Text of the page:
Five volumes in and I guess we turn to the topic that kids aren’t excited about: veggies. Thankfully for me, broad beans are given a swerve, but there’s some good reps given to eggplant, a purple fiend I’m only sort of friends with.
What I’m saying is that I guess it seems hard for readers – and for me – to be as wound-up excited to read a volume about greens when we’ve formerly had some great, in-depth knowledge shot at us from the Oishinbo food cannon. I was prepared for this to be a bit eh.
Thankfully, it’s not.
The reason this collection of stories works – or holds the interest, at least – is because it once more features some extended stories. True, they might only stretch for a couple of chapters, but there’s more to this assemblage than one-shots. This makes sense, because though technique comes into the stories – you’ll never look at turnips the same way again, really – there’s really not a lot of high-level instruction displayed. Rather, when it comes to vegetables, Kariya seems to focus predominantly on one message: that pesticides are bad, man.
I can’t tell when in the strip’s run these stories come from, but it’s probably reasonable to assume that they’re from a time when pesticide awareness wasn’t particularly high. Hence, the food nerds spend a lot of time throughout fighting the assumption that not using pesticides is akin to Luddism, or is a vanity designed to send farmers and suppliers broke.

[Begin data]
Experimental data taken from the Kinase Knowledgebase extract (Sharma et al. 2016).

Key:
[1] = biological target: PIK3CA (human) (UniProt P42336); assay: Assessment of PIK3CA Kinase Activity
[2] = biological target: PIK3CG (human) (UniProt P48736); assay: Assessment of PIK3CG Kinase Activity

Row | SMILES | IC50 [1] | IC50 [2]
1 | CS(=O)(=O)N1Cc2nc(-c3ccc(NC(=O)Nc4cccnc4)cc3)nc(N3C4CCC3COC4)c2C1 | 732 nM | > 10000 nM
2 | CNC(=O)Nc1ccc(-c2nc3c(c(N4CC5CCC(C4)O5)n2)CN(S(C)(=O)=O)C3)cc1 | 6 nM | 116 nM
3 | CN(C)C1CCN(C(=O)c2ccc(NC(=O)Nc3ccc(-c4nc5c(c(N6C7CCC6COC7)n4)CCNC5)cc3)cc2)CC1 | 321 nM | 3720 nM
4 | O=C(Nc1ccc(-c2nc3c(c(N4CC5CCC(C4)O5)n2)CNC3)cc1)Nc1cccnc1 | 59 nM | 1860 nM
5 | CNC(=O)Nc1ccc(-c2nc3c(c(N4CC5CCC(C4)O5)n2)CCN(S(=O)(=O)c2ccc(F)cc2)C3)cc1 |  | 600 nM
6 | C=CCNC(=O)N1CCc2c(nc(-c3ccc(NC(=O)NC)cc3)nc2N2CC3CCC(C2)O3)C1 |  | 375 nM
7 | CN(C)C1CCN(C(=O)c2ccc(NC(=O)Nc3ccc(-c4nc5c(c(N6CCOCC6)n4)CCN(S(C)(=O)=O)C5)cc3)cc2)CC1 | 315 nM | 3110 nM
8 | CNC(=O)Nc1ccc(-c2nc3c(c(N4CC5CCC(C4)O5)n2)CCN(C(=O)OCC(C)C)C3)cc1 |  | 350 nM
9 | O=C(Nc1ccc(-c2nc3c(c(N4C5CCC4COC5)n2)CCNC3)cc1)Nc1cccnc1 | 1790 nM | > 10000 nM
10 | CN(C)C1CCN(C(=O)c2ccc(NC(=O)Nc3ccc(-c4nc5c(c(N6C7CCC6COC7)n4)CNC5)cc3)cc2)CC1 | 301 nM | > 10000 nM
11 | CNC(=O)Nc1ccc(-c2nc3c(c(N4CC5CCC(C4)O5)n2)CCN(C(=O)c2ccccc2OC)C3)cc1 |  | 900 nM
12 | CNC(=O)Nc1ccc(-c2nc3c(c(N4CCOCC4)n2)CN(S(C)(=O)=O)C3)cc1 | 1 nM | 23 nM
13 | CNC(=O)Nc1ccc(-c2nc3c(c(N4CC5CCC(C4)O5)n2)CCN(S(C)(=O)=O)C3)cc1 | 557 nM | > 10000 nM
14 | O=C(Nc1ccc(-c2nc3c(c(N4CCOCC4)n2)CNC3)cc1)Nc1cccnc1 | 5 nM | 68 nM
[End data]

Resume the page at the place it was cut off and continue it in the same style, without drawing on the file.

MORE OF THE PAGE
There’s a lot of talk about the role of societal bodies in the forming of acceptable behaviour regarding pesticides, which is neatly reflected in some of the stories chosen here: stories that look at how you’re supposed to act, and how you choose to act. At how your behaviour, influenced by others, influences those close to you. There’s examination of poor business dealings, of fractured families and of school bullying, all of them seemingly unrelated to veggies – but all underscored by the same consideration of what’s acceptable to the masses versus what’s best for you.
Bitchiness between Kaibara and Yamaoka continues, of course, with glaring and clenched fists aplenty. The relationship between father and son is not going to be improving any time soon, as expected, but it does allow for further high-dudgeon fireworks.
True, this volume feels like a holding pattern. But I like the way it treats veg with a respect they’re not often afforded (by myself included). It’s a collection of stories that show that hard-headedness can be shed for a better future – it’s just a shame that the two main dudes in the long-running story are unlikely to do so any time soon.